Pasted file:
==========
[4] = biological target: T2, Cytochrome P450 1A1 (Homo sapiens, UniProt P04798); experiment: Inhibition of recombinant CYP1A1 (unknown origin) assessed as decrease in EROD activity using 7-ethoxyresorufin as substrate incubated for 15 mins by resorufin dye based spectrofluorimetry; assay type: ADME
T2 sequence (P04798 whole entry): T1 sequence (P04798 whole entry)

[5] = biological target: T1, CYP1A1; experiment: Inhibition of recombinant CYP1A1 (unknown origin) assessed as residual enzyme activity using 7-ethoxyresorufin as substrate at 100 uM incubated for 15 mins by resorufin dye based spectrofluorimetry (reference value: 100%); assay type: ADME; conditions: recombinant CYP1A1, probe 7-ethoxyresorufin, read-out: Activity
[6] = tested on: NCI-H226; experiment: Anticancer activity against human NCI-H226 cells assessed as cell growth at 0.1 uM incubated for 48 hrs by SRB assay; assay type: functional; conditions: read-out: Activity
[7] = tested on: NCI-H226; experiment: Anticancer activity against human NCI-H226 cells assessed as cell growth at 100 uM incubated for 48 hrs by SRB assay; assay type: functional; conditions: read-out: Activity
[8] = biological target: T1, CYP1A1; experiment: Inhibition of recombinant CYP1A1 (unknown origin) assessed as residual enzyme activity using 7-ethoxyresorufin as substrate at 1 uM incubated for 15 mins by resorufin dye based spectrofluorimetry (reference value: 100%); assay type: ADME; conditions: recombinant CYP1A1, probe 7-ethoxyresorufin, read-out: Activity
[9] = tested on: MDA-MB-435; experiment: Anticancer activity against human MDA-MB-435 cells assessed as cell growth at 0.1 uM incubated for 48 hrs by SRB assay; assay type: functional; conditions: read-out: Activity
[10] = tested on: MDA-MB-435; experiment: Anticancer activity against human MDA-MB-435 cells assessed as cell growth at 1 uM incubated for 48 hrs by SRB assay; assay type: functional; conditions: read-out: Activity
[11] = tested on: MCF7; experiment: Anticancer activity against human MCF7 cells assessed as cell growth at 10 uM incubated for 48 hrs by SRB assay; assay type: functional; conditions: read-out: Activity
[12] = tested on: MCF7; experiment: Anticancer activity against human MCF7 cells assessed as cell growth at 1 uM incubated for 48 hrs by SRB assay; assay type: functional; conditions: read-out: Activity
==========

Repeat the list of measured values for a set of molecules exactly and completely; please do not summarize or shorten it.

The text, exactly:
[4] = biological target: T2, Cytochrome P450 1A1 (Homo sapiens, UniProt P04798); experiment: Inhibition of recombinant CYP1A1 (unknown origin) assessed as decrease in EROD activity using 7-ethoxyresorufin as substrate incubated for 15 mins by resorufin dye based spectrofluorimetry; assay type: ADME
T2 sequence (P04798 whole entry): T1 sequence (P04798 whole entry)

[5] = biological target: T1, CYP1A1; experiment: Inhibition of recombinant CYP1A1 (unknown origin) assessed as residual enzyme activity using 7-ethoxyresorufin as substrate at 100 uM incubated for 15 mins by resorufin dye based spectrofluorimetry (reference value: 100%); assay type: ADME; conditions: recombinant CYP1A1, probe 7-ethoxyresorufin, read-out: Activity
[6] = tested on: NCI-H226; experiment: Anticancer activity against human NCI-H226 cells assessed as cell growth at 0.1 uM incubated for 48 hrs by SRB assay; assay type: functional; conditions: read-out: Activity
[7] = tested on: NCI-H226; experiment: Anticancer activity against human NCI-H226 cells assessed as cell growth at 100 uM incubated for 48 hrs by SRB assay; assay type: functional; conditions: read-out: Activity
[8] = biological target: T1, CYP1A1; experiment: Inhibition of recombinant CYP1A1 (unknown origin) assessed as residual enzyme activity using 7-ethoxyresorufin as substrate at 1 uM incubated for 15 mins by resorufin dye based spectrofluorimetry (reference value: 100%); assay type: ADME; conditions: recombinant CYP1A1, probe 7-ethoxyresorufin, read-out: Activity
[9] = tested on: MDA-MB-435; experiment: Anticancer activity against human MDA-MB-435 cells assessed as cell growth at 0.1 uM incubated for 48 hrs by SRB assay; assay type: functional; conditions: read-out: Activity
[10] = tested on: MDA-MB-435; experiment: Anticancer activity against human MDA-MB-435 cells assessed as cell growth at 1 uM incubated for 48 hrs by SRB assay; assay type: functional; conditions: read-out: Activity
[11] = tested on: MCF7; experiment: Anticancer activity against human MCF7 cells assessed as cell growth at 10 uM incubated for 48 hrs by SRB assay; assay type: functional; conditions: read-out: Activity
[12] = tested on: MCF7; experiment: Anticancer activity against human MCF7 cells assessed as cell growth at 1 uM incubated for 48 hrs by SRB assay; assay type: functional; conditions: read-out: Activity